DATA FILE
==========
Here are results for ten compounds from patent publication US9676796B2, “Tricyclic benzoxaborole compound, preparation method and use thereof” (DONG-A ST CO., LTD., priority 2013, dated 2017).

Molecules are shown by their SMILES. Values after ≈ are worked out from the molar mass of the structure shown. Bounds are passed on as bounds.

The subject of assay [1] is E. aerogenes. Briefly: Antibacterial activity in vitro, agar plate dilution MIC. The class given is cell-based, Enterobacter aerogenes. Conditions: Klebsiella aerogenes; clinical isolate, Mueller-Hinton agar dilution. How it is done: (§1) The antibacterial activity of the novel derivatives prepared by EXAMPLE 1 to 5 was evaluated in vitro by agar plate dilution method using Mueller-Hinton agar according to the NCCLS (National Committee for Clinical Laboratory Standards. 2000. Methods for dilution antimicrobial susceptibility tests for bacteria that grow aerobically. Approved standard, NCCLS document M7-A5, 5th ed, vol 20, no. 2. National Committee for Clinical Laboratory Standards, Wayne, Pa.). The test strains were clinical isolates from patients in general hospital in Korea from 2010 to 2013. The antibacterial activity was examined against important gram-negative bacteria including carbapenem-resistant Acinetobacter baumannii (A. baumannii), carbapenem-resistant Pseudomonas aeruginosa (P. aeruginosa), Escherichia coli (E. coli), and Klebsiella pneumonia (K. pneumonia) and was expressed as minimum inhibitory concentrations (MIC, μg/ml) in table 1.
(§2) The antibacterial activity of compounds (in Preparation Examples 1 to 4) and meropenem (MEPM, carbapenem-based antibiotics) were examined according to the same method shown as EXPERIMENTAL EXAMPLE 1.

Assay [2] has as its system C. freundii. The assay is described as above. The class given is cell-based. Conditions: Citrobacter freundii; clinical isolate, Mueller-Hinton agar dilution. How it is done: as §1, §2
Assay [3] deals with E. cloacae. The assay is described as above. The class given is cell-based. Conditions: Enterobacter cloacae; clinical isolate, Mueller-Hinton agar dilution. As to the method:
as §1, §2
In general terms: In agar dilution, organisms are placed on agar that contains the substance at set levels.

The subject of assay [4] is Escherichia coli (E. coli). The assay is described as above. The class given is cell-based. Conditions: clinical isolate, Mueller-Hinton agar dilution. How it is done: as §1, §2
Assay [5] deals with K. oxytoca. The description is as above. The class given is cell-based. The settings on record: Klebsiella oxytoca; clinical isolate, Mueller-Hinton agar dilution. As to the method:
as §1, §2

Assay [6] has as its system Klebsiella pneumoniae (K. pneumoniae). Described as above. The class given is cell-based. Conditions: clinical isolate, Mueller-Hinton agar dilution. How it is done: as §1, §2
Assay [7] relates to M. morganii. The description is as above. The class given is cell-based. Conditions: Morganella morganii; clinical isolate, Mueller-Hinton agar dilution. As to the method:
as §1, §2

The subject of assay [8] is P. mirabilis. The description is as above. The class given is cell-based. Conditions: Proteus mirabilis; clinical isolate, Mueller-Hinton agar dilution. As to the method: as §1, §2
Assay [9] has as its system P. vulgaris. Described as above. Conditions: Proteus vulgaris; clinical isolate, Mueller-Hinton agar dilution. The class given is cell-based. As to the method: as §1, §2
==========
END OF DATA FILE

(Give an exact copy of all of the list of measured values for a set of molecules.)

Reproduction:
Here are results for ten compounds from patent publication US9676796B2, “Tricyclic benzoxaborole compound, preparation method and use thereof” (DONG-A ST CO., LTD., priority 2013, dated 2017).

Molecules are shown by their SMILES. Values after ≈ are worked out from the molar mass of the structure shown. Bounds are passed on as bounds.

The subject of assay [1] is E. aerogenes. Briefly: Antibacterial activity in vitro, agar plate dilution MIC. The class given is cell-based, Enterobacter aerogenes. Conditions: Klebsiella aerogenes; clinical isolate, Mueller-Hinton agar dilution. How it is done: (§1) The antibacterial activity of the novel derivatives prepared by EXAMPLE 1 to 5 was evaluated in vitro by agar plate dilution method using Mueller-Hinton agar according to the NCCLS (National Committee for Clinical Laboratory Standards. 2000. Methods for dilution antimicrobial susceptibility tests for bacteria that grow aerobically. Approved standard, NCCLS document M7-A5, 5th ed, vol 20, no. 2. National Committee for Clinical Laboratory Standards, Wayne, Pa.). The test strains were clinical isolates from patients in general hospital in Korea from 2010 to 2013. The antibacterial activity was examined against important gram-negative bacteria including carbapenem-resistant Acinetobacter baumannii (A. baumannii), carbapenem-resistant Pseudomonas aeruginosa (P. aeruginosa), Escherichia coli (E. coli), and Klebsiella pneumonia (K. pneumonia) and was expressed as minimum inhibitory concentrations (MIC, μg/ml) in table 1.
(§2) The antibacterial activity of compounds (in Preparation Examples 1 to 4) and meropenem (MEPM, carbapenem-based antibiotics) were examined according to the same method shown as EXPERIMENTAL EXAMPLE 1.

Assay [2] has as its system C. freundii. The assay is described as above. The class given is cell-based. Conditions: Citrobacter freundii; clinical isolate, Mueller-Hinton agar dilution. How it is done: as §1, §2
Assay [3] deals with E. cloacae. The assay is described as above. The class given is cell-based. Conditions: Enterobacter cloacae; clinical isolate, Mueller-Hinton agar dilution. As to the method:
as §1, §2
In general terms: In agar dilution, organisms are placed on agar that contains the substance at set levels.

The subject of assay [4] is Escherichia coli (E. coli). The assay is described as above. The class given is cell-based. Conditions: clinical isolate, Mueller-Hinton agar dilution. How it is done: as §1, §2
Assay [5] deals with K. oxytoca. The description is as above. The class given is cell-based. The settings on record: Klebsiella oxytoca; clinical isolate, Mueller-Hinton agar dilution. As to the method:
as §1, §2

Assay [6] has as its system Klebsiella pneumoniae (K. pneumoniae). Described as above. The class given is cell-based. Conditions: clinical isolate, Mueller-Hinton agar dilution. How it is done: as §1, §2
Assay [7] relates to M. morganii. The description is as above. The class given is cell-based. Conditions: Morganella morganii; clinical isolate, Mueller-Hinton agar dilution. As to the method:
as §1, §2

The subject of assay [8] is P. mirabilis. The description is as above. The class given is cell-based. Conditions: Proteus mirabilis; clinical isolate, Mueller-Hinton agar dilution. As to the method: as §1, §2
Assay [9] has as its system P. vulgaris. Described as above. Conditions: Proteus vulgaris; clinical isolate, Mueller-Hinton agar dilution. The class given is cell-based. As to the method: as §1, §2